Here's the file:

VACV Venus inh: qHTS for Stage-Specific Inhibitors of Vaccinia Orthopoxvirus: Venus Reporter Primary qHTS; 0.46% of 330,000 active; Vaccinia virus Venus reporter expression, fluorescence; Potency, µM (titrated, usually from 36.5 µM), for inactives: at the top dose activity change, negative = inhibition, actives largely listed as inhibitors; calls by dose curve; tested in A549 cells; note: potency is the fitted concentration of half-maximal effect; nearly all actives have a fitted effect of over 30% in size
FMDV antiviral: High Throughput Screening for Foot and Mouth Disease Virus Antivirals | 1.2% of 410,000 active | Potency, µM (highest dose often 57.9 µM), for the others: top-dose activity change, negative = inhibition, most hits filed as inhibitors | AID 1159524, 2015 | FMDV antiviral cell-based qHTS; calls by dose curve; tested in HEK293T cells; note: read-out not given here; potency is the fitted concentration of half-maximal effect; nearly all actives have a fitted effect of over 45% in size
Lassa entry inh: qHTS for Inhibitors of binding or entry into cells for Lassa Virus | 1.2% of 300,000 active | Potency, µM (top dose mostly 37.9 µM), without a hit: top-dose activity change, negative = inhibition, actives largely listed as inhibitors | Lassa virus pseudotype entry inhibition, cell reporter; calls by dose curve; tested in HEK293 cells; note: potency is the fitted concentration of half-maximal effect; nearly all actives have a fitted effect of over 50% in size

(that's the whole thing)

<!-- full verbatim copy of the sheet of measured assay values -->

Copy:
VACV Venus inh: qHTS for Stage-Specific Inhibitors of Vaccinia Orthopoxvirus: Venus Reporter Primary qHTS; 0.46% of 330,000 active; Vaccinia virus Venus reporter expression, fluorescence; Potency, µM (titrated, usually from 36.5 µM), for inactives: at the top dose activity change, negative = inhibition, actives largely listed as inhibitors; calls by dose curve; tested in A549 cells; note: potency is the fitted concentration of half-maximal effect; nearly all actives have a fitted effect of over 30% in size
FMDV antiviral: High Throughput Screening for Foot and Mouth Disease Virus Antivirals | 1.2% of 410,000 active | Potency, µM (highest dose often 57.9 µM), for the others: top-dose activity change, negative = inhibition, most hits filed as inhibitors | AID 1159524, 2015 | FMDV antiviral cell-based qHTS; calls by dose curve; tested in HEK293T cells; note: read-out not given here; potency is the fitted concentration of half-maximal effect; nearly all actives have a fitted effect of over 45% in size
Lassa entry inh: qHTS for Inhibitors of binding or entry into cells for Lassa Virus | 1.2% of 300,000 active | Potency, µM (top dose mostly 37.9 µM), without a hit: top-dose activity change, negative = inhibition, actives largely listed as inhibitors | Lassa virus pseudotype entry inhibition, cell reporter; calls by dose curve; tested in HEK293 cells; note: potency is the fitted concentration of half-maximal effect; nearly all actives have a fitted effect of over 50% in size